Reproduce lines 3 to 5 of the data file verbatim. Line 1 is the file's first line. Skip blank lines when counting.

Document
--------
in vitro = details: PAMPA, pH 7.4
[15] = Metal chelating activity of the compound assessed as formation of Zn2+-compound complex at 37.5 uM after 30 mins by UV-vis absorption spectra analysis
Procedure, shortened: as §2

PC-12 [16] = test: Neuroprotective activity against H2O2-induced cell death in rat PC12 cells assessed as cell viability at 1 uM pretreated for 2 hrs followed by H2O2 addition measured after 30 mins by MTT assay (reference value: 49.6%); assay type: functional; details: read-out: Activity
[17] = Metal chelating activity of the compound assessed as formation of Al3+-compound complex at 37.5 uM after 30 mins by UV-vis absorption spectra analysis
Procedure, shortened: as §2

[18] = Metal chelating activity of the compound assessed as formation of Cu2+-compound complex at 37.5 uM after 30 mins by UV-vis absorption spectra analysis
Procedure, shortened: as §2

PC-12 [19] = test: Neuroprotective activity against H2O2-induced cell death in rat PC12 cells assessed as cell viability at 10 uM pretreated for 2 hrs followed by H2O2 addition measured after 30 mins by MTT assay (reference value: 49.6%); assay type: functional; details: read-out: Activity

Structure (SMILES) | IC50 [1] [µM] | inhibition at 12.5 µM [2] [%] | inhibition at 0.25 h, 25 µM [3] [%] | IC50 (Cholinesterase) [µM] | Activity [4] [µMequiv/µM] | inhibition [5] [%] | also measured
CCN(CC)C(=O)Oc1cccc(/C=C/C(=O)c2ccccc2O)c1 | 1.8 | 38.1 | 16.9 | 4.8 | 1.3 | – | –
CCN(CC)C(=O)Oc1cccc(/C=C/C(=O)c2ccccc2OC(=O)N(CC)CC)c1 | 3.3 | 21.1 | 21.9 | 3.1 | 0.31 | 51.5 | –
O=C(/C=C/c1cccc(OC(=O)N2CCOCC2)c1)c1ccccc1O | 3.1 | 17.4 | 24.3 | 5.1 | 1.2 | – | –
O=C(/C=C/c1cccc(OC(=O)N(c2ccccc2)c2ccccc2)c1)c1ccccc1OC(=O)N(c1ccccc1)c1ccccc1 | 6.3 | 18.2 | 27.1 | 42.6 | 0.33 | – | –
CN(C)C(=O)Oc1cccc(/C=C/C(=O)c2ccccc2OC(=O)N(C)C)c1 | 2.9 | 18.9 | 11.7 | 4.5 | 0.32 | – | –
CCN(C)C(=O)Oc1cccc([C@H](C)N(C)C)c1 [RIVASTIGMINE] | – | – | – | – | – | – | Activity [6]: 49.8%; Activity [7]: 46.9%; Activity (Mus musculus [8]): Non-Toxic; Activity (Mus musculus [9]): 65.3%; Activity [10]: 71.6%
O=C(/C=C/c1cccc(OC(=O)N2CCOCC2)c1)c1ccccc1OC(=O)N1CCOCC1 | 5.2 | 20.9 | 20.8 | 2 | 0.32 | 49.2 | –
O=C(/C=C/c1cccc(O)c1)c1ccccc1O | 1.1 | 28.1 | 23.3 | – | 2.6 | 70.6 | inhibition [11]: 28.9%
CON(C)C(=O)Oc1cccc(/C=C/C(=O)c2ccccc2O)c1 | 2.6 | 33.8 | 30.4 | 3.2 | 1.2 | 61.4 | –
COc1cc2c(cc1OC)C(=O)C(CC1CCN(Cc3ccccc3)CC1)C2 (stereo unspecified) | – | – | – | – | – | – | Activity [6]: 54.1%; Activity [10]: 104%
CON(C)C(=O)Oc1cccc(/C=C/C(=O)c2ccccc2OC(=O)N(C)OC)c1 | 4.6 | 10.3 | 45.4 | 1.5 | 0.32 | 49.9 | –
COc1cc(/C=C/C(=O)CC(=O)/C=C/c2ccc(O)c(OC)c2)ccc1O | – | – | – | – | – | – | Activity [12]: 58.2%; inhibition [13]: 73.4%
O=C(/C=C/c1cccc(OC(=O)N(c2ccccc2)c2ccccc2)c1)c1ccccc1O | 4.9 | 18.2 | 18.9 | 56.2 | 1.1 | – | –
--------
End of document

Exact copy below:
Procedure, shortened: as §2

PC-12 [16] = test: Neuroprotective activity against H2O2-induced cell death in rat PC12 cells assessed as cell viability at 1 uM pretreated for 2 hrs followed by H2O2 addition measured after 30 mins by MTT assay (reference value: 49.6%); assay type: functional; details: read-out: Activity
[17] = Metal chelating activity of the compound assessed as formation of Al3+-compound complex at 37.5 uM after 30 mins by UV-vis absorption spectra analysis